The researchers found that elafin interacted with the enzyme’s capability to interact with gluten, reducing the immune response in mice. While this research is still in early discovery phases, Verdu said elafin could someday be used as a supplement for patients with celiac disease, to help them manage their disease more easily. “Perhaps we could strengthen the intestinal lining to prevent [damage] or accelerate healing and make this patient feel better and have a little bit less of the idea that they’re being constantly contaminated by hidden sources of gluten and [therefore] improve their lifestyle,” Verdu said. “It’s not that they’re going to go out and eat gluten, but at least they can heal faster or have less symptoms, despite having a gluten-free diet.”

full article...

Last year I began to have major tummy aches. Without getting too specific..let's just say I missed a lot of work and wished I was dead 1/2 the time. I could not figure out what was wrong with me and I was starting to get a little scared. I have major health issues, Addison's disease, lupus, scleroderma, tricuspid regurgitation, Hashimoto's thyroiditis and avascular necrosis. I was getting concerned it could be a flare up and it got to the point I was unable to hold anything down. I felt like #%@&.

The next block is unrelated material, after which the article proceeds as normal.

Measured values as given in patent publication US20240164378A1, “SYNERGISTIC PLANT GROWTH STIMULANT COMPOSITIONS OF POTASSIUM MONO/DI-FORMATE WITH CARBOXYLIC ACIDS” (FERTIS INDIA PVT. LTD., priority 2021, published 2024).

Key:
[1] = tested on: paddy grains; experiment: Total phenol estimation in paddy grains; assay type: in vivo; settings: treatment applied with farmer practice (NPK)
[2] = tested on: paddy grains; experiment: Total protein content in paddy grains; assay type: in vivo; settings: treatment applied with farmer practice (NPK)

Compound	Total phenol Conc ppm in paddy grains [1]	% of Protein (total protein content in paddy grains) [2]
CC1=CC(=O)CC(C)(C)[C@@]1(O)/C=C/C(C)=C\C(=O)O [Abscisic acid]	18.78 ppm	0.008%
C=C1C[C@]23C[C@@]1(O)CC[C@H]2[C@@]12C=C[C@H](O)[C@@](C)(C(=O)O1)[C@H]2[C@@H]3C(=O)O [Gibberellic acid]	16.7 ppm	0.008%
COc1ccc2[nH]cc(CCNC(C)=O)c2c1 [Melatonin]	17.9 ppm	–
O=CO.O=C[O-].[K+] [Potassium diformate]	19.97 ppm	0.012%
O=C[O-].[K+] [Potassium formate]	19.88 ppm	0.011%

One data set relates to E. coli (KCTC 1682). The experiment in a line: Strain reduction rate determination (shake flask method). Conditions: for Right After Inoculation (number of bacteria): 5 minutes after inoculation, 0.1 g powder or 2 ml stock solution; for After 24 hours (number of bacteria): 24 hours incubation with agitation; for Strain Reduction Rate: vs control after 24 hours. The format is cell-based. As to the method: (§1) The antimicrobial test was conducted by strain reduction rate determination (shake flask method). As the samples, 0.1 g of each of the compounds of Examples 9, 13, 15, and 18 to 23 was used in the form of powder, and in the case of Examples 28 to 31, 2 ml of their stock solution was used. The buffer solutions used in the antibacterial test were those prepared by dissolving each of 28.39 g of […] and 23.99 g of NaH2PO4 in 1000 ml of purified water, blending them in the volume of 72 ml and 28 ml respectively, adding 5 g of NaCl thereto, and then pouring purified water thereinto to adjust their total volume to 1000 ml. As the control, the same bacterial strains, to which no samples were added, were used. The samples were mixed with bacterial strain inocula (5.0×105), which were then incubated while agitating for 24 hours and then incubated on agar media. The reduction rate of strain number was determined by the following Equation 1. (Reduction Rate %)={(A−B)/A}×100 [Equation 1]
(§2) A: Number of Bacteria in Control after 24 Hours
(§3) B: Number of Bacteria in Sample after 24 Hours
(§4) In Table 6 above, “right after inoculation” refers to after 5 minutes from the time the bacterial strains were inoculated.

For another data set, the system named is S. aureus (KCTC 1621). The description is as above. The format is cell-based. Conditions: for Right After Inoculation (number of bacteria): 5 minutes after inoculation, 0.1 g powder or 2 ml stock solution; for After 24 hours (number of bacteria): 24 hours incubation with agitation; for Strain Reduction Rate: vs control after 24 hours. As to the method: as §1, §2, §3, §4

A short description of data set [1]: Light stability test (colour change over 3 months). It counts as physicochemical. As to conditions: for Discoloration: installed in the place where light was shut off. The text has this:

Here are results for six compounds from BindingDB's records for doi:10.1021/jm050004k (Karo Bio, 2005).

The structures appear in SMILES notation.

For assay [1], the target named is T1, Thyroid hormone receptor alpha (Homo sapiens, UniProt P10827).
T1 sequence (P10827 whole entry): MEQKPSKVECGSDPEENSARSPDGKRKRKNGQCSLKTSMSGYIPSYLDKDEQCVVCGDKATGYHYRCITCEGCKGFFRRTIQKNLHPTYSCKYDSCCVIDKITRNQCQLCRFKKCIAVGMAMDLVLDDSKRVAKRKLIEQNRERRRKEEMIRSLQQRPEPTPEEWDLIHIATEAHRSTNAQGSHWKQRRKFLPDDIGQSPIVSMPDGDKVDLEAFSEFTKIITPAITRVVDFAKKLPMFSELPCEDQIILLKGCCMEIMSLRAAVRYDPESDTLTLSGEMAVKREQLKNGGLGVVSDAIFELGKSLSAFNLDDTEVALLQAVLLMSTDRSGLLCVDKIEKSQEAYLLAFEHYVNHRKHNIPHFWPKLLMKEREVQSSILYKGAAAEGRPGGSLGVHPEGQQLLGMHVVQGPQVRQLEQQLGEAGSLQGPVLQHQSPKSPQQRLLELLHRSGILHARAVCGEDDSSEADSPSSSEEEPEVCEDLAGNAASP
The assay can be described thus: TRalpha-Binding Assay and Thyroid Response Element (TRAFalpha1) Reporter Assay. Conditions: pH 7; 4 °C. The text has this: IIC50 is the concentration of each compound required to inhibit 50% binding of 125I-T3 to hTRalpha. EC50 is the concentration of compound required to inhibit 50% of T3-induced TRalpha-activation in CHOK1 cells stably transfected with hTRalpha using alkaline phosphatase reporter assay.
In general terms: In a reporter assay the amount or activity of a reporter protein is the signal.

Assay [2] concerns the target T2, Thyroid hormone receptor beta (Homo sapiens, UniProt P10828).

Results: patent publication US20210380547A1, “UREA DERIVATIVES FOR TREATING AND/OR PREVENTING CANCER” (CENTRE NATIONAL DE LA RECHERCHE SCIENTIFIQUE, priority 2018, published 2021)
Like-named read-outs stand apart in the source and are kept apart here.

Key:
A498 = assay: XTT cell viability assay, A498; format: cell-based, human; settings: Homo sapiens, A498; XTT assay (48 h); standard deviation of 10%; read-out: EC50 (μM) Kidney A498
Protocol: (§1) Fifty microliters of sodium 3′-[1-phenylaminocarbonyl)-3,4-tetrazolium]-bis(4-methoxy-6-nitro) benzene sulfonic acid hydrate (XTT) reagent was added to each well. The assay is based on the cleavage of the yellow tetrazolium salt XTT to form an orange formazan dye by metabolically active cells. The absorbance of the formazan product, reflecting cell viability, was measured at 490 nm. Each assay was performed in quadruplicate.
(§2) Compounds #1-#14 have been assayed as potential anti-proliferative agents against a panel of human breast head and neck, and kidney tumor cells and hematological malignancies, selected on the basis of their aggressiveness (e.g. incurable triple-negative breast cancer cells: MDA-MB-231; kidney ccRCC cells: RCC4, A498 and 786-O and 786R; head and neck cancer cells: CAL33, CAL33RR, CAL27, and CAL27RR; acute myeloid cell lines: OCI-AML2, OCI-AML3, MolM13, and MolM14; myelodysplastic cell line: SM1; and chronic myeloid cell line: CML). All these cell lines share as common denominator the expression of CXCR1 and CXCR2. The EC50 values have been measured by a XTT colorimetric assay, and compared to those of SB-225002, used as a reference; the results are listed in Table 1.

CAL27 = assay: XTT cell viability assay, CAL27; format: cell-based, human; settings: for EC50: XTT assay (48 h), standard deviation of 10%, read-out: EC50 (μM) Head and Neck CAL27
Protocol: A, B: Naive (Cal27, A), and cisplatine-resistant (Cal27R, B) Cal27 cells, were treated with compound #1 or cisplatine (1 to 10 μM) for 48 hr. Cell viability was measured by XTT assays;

In August 2013 my husband and he took me to the ER. While I was slapping he asked the doctor if I could have celiac. Doc said no, "she doesn't have diarrhea" was his answer even though I had every single other symptom listed for gluten. So he never even took the time to test me even though blood work was ordered.

A few days later I was feeling so sick, called my brother and he took me to the ER. He also asked to the doctor, but my bother is a little more outspoken, and told the doctor he should test me. They never did. "Go home and eat BLAT" they said. So I went home and ate bread.